Creativity requires a radical state of self-acceptance. When we do not have self-acceptance, we feel our existence is threatened by others and we live in protection mode. In order to survive, we are judgmental, our perception is narrowed and we don’t see the bigger picture. We are afraid that something will be taken from us. We feel threatened so we put up defences expecting an attack. We have an over active sympathetic nervous system. We are on high alert and easily triggered by the external environment. However, if we can accept our imperfections, our humanity, and the fact that sometimes we make mistakes, we can radically shift gear. Can we be brave enough to try and fail? Can we see mistakes as opportunities for learning, growth and evolution? Can we accept and love all part of ourselves? Beginning to show ourselves kindness, empathy, compassion and forgiveness then we can give ourselves permission to explore our creative expression. This takes courage and vulnerability and some deep healing.
Allowing ourselves to create is an act of bravery, as we become vulnerable to other people’s opinions. However what others think of us is actually none of our business. When we begin to try new things, it may make people in our lives uncomfortable. Human nature does not like uncertainty and change. We like to keep people in certain boxes. When we see people in our lives doing new things it can challenge us to think about how we are living. Sometimes envy might show up to teach us about what we want more of in our own life.
Excuses are another block. How do we find the courage to stop making excuses as to why we can’t be creative? Our excuses are only our fears in disguise. Lack of time is a great reason not to create. But if we have time for scrolling on social media or binging on Netflix then we each have time to get creative. Money is another excuse often used but it need not be an obstacle. Many of our passions do not cost anything. Using our parenting responsibilities also doesn’t hold up. We can be a role model to our children by expressing our creativity. A lot of soulful joyful creative things can be done while also being present with our children. When we make creativity visible to our children, we inspire them to live a soulful, authentic life with varied interests and passions.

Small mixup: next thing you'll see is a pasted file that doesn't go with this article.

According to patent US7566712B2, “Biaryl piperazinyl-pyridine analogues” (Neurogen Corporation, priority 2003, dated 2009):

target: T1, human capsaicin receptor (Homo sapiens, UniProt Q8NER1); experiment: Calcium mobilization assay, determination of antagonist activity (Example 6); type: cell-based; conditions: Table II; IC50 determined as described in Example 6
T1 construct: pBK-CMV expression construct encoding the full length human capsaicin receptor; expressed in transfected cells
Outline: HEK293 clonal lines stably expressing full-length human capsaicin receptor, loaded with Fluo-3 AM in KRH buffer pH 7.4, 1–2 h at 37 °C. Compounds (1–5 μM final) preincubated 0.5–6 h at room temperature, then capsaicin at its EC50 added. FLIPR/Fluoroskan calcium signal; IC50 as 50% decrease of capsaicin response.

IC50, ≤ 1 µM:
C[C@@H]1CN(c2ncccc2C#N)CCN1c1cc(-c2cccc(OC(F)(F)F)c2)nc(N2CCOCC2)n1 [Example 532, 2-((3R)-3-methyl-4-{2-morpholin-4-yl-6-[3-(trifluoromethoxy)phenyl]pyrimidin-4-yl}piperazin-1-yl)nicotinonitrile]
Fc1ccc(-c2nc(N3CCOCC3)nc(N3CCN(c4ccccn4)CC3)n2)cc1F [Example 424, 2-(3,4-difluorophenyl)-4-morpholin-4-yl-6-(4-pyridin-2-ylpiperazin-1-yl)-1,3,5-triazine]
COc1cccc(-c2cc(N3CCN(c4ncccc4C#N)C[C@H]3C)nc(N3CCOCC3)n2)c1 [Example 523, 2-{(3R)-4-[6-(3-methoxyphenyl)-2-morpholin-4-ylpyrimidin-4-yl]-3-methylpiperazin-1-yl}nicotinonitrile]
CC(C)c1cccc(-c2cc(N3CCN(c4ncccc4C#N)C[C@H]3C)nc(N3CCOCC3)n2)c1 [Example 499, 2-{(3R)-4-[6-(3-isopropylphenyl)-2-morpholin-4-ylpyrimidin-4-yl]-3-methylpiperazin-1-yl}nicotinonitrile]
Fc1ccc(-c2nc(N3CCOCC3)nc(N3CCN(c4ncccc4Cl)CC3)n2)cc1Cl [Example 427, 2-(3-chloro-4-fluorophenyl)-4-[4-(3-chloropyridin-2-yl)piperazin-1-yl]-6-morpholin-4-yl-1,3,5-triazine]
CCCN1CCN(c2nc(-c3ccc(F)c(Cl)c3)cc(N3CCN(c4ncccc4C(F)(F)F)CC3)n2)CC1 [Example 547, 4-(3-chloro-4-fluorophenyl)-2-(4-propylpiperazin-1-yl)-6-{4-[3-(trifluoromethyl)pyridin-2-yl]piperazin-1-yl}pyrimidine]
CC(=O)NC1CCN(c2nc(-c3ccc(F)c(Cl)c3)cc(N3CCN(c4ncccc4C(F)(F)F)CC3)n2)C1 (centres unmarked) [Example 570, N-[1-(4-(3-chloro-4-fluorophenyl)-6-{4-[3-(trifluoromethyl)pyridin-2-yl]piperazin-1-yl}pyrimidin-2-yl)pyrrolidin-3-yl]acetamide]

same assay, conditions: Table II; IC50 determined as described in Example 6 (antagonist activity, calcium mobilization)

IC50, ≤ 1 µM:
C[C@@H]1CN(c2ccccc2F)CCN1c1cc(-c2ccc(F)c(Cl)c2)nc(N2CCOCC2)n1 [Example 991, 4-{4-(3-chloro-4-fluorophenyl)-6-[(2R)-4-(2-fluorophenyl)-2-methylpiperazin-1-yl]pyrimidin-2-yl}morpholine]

There comes a time when we are no longer satisfied being a passive consumer and we feel the urge and surge of our creative energies. If you feel you are not creative you are simply disconnected from this part of yourself. Think back to your childhood ask yourself what creative passions you enjoyed then? This is usually a good guide as to what might make your soul sing. Consider in your adult life what opens your heart and brings you joy and then try and do more of this in your daily life. The more our heart opens to joy, the less room there is for fear to block our inner artist. Ask yourself what you would do if you were completely free of fear?
Tapping into our creative energy can set us on a path to nourish our soul. Creativity and spirituality are interconnected. Inspiration drops in from the universe just waiting to find a human collaborator. When we are in the flow of creating, we are co-creating with spirit or source energy. The universe has an endless stream of inspiration and source energy. Our role is to remove all blocks to become a clear channel or conduit to express this energy. When we have a beginner’s mind we can be open to receiving the creative energy and allow it to find an expression through us. This will manifest in different ways for each of us, through our own unique modes of expression. When we start to see each other as a team of co-creators and recognise the unique gifts and talents in those around us then our collaborations can create magic.
When we begin to trust in something greater than us, it can remove the responsibility of the creative outcome from us. If we are channelling inspiration from a higher source, then the burden of whether it is good or bad is irrelevant to us and we are free from external judgment.
The creative process is a metaphor for life. We do not know the outcome. The story unfolds as we journey through the process. We just need to trust and surrender to the process. The advantages of creative expression are far reaching, don’t wait until you are retired to reap these benefits. Turn the tap on and allow the stream of creativity to flow. There are no excuses not to enjoy this creative life!